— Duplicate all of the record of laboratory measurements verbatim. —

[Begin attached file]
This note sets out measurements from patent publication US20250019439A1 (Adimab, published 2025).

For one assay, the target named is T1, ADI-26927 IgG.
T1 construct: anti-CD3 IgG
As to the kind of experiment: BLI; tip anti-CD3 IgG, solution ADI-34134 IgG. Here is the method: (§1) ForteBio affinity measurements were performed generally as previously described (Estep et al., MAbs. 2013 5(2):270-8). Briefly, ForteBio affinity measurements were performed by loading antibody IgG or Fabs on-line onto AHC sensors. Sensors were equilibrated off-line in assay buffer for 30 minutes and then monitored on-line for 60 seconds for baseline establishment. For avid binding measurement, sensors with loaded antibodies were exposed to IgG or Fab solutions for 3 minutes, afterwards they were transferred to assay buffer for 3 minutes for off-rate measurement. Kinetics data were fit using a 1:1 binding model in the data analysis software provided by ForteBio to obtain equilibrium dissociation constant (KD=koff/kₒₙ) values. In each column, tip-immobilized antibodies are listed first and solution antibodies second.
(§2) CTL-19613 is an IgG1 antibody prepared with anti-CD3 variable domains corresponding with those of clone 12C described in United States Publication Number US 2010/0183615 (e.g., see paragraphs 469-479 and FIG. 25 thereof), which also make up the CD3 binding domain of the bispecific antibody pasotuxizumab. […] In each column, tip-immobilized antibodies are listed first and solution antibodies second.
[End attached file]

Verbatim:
This note sets out measurements from patent publication US20250019439A1 (Adimab, published 2025).

For one assay, the target named is T1, ADI-26927 IgG.
T1 construct: anti-CD3 IgG
As to the kind of experiment: BLI; tip anti-CD3 IgG, solution ADI-34134 IgG. Here is the method: (§1) ForteBio affinity measurements were performed generally as previously described (Estep et al., MAbs. 2013 5(2):270-8). Briefly, ForteBio affinity measurements were performed by loading antibody IgG or Fabs on-line onto AHC sensors. Sensors were equilibrated off-line in assay buffer for 30 minutes and then monitored on-line for 60 seconds for baseline establishment. For avid binding measurement, sensors with loaded antibodies were exposed to IgG or Fab solutions for 3 minutes, afterwards they were transferred to assay buffer for 3 minutes for off-rate measurement. Kinetics data were fit using a 1:1 binding model in the data analysis software provided by ForteBio to obtain equilibrium dissociation constant (KD=koff/kₒₙ) values. In each column, tip-immobilized antibodies are listed first and solution antibodies second.
(§2) CTL-19613 is an IgG1 antibody prepared with anti-CD3 variable domains corresponding with those of clone 12C described in United States Publication Number US 2010/0183615 (e.g., see paragraphs 469-479 and FIG. 25 thereof), which also make up the CD3 binding domain of the bispecific antibody pasotuxizumab. […] In each column, tip-immobilized antibodies are listed first and solution antibodies second.